5. Breakage of inventory is a breakage of your business!
    Walkthrough your supermarket as if you were a customer. What do you think is the condition of your aisles and shelves? Are there boxes of products on the floor? Are you able to quickly move through the halls with a shopping cart? Are there gaps in your inventory when products are missing?
    Great execution of store operations requires a commitment to training your staff fully on the shelves and shelves during the day.
    Being in value is the ball game in retail. Those who best execute their marketing strategies will increase sales and improve their profitability. Purchase at any Hard Discount, and you will see how they fail to keep products in stock throughout the day.
    It creates a competitive opportunity for you. Customers expect to find the products they want to buy on the shelves every time they visit your supermarket.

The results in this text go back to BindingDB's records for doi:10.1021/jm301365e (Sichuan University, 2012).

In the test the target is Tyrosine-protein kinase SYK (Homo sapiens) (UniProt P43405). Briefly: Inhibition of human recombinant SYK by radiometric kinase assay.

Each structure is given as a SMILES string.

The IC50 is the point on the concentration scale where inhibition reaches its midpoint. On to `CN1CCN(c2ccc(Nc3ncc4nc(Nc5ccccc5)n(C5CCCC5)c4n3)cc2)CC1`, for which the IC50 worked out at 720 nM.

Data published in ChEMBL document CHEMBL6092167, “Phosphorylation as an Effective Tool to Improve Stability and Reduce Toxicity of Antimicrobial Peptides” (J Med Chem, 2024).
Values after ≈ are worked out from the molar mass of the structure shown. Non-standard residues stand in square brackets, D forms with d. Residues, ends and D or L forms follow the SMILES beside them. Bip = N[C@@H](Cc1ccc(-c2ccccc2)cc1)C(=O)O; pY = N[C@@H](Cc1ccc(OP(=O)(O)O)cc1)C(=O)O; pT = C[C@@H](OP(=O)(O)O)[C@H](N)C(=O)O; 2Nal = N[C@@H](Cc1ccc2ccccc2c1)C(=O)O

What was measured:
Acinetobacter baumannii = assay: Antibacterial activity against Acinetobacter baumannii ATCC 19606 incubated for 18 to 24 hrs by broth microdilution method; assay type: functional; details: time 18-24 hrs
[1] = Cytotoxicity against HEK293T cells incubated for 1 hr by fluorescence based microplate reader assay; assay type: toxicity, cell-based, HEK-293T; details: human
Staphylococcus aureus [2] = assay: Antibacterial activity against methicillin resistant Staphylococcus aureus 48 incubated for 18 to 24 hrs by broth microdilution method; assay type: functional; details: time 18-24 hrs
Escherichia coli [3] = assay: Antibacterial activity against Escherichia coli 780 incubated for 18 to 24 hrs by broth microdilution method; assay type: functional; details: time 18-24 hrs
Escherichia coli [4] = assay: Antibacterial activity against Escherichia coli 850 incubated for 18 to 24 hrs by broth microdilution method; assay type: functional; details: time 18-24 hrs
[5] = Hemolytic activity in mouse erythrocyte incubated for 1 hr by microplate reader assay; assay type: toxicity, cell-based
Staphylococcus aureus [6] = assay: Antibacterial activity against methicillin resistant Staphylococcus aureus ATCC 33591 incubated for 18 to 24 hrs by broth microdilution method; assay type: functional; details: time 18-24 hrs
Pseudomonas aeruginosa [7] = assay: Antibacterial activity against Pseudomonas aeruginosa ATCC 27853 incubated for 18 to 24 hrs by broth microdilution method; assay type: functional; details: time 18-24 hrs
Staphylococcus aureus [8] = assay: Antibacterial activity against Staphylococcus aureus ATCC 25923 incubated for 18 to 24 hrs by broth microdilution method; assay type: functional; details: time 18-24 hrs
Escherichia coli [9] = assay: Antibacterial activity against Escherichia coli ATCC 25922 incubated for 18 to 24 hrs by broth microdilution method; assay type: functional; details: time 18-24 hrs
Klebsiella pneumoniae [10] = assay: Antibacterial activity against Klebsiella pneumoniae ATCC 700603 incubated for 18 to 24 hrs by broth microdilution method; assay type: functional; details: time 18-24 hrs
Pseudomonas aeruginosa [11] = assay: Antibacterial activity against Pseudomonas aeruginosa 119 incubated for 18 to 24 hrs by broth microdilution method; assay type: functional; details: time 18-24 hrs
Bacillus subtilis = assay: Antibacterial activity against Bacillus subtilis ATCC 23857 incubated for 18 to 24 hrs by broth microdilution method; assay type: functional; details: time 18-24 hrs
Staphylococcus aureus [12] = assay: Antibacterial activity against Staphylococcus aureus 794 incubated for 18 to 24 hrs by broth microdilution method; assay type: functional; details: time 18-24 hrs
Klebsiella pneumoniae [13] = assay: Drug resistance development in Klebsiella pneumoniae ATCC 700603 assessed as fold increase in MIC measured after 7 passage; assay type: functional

6. If the products aren’t there, do you think your customers will give up on buying that product until they are back in stock, or will they go to your competitor to make the purchase? Why give your customers a reason to think about buying from your competitor’s supermarket?
    It may sound fun and essential. But those who can keep the shelves stocked are creating a sustainable competitive advantage in the marketplace.
    Operationally, there is nothing more important to your store’s success than being supplied continuously with 100% of your assortment.
  7. Betting on promotions.
    When announcing product promotions, it is essential to execute the correct projections to buy enough and ensure that the advertised products are available throughout the offering. There is nothing wrong with being promotionally oriented as long as you risk buying enough inventory to support your promotions.
    Few things are more annoying to customers than visiting your supermarket to buy a product on promotion and then finding that it is out of stock once they arrive at the store. It is one of the fastest ways to destroy the reputation of the supermarket and its customers.